Kano (Nigeria) (AFP) - Bello Shehu is 12 years old. Under a scorching sun, he sells sachets of purified water to motorists caught in traffic jams in northern Nigeria's largest city, Kano.
"My family is poor and I have to vend water to assist," said Shehu, who has four siblings, and spends his days weaving in and out of the traffic, breathing in the choking fumes.
"My father is old and without a job. My mother plaits women's hair for a fee but what she makes is too meagre to support us," he told AFP.
Bello is not an isolated case, however, in a region already stricken by high levels of poverty and a country where children work for money to support their families.
Some 10.5 million children in Africa's most populous nation and leading economy are out of school -- the largest number in the world, according to the United Nations.
Many children in the Muslim-majority north have little choice, with schools closed or destroyed by six years of fighting between Boko Haram and the military.
But experts warn that even with recent successes against the militants, Nigeria needs to take urgent action to prevent an entire generation of children missing out on education.
"If nothing is done quickly now, in the next 10 years the Boko Haram insurgency will be child's play," said Mohammed Dongel, who runs a committee to re-open primary schools in Borno state.
"These out of school children are vulnerable to recruitment into evil-doing," the former state education commissioner added.
"More people are being recruited into Boko Haram because of ignorance, poverty and lack of education. If nothing is done about these children, we are sitting on a time bomb."
- Fears for the future -
Boko Haram's rampage in northeast Nigeria, particularly in Borno, Yobe and Adamawa states, has had an appalling human cost.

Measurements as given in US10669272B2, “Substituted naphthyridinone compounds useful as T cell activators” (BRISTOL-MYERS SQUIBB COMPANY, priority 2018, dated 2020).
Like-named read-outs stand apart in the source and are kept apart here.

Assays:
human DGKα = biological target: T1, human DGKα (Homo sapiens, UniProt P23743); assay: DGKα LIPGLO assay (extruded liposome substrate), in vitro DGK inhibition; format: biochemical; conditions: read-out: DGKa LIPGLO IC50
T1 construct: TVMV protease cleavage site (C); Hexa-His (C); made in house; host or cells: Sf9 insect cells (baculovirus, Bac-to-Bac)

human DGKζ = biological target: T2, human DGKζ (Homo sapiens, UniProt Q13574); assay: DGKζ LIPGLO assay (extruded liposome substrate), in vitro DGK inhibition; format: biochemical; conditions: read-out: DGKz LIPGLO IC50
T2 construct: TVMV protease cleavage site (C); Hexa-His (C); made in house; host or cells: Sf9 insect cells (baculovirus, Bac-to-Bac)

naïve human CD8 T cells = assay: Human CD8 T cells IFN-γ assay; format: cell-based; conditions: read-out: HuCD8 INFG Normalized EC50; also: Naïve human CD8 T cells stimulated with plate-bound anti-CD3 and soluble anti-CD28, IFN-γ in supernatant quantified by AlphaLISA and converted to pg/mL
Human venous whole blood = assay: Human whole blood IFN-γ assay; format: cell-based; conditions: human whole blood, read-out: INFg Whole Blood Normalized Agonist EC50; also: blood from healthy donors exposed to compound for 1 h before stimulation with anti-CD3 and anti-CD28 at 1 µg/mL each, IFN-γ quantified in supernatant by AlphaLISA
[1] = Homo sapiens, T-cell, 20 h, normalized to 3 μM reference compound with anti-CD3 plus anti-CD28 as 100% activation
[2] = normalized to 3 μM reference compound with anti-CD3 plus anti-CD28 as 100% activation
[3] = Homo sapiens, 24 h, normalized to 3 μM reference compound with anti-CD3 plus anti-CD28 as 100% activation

More than 13,000 people have been killed since 2009 and some 1.5 million others left homeless. Healthcare provision, agriculture and education have all been devastated.
Of the 1,357 primary schools in Borno alone, accounting for 495,000 pupils, just 400 have reopened, said Dongel.
Boko Haram, which is against "secular" education, has repeatedly attacked schools, students and teachers.
A recent report by the Africa Health, Human and Social Development Information Service indicated that in the northeast, some 52.4 percent of men and boys over the age of six had no education.
The figures were worse for girls and women, rising to 61.1 percent.
But within the average, the figures rose to more than four in five (83.3 percent) of the 1.4 million males in Yobe. In Borno, it was just under two-thirds (63.6 percent) of 2.6 million males.
"Exclusion and marginalisation from modern society on this scale translates into a large pool of resentment and potential sympathisers for Boko Haram," the report said.
"It does not take much imagination to see how the introduction of extremists like Boko Haram... can quickly translate into a significant anti-social movement leading to mass insecurity."
The Nigerian military, hamstrung in its fight against the militants until recently, has enlisted many hundreds of jobless, uneducated young men and boys as civilian vigilantes.
Most them were teenagers and armed with crude, homemade weapons such as bows and arrows, sticks and cudgels. What happens to them when the insurgency is declared over has been a nagging question.
- School programmes -
Efforts are being made to address the situation, particularly in the north, where the "Almajiri" system has been revived, teaching Koranic education alongside "Western-style" subjects.
The authorities in Borno, for example, encourage attendance by providing free school uniforms and one meal a day to pupils, said Dongel.
The government and international partners are working in particular to boost girls' attendance at schools, with some 60 percent of girls in the north out of education.
There are teacher training programmes while a UN-backed Safe Schools scheme, established in the wake of Boko Haram's kidnapping of more than 200 girls last year, has raised $30 million.
Earlier this month, the first stone was laid to rebuild the school in Chibok, Borno state but nearly a year on, there are no signs that the 219 girls still being held will be released.
The Borno Elders Forum of retired military personnel and civil servants has warned that rebuilding will be a long process, both in terms of bricks and mortar and lives.
A "well thought-out plan of action" that enables people to get back to normal was required, the body said last week, recognising that "their trauma will take years to overcome".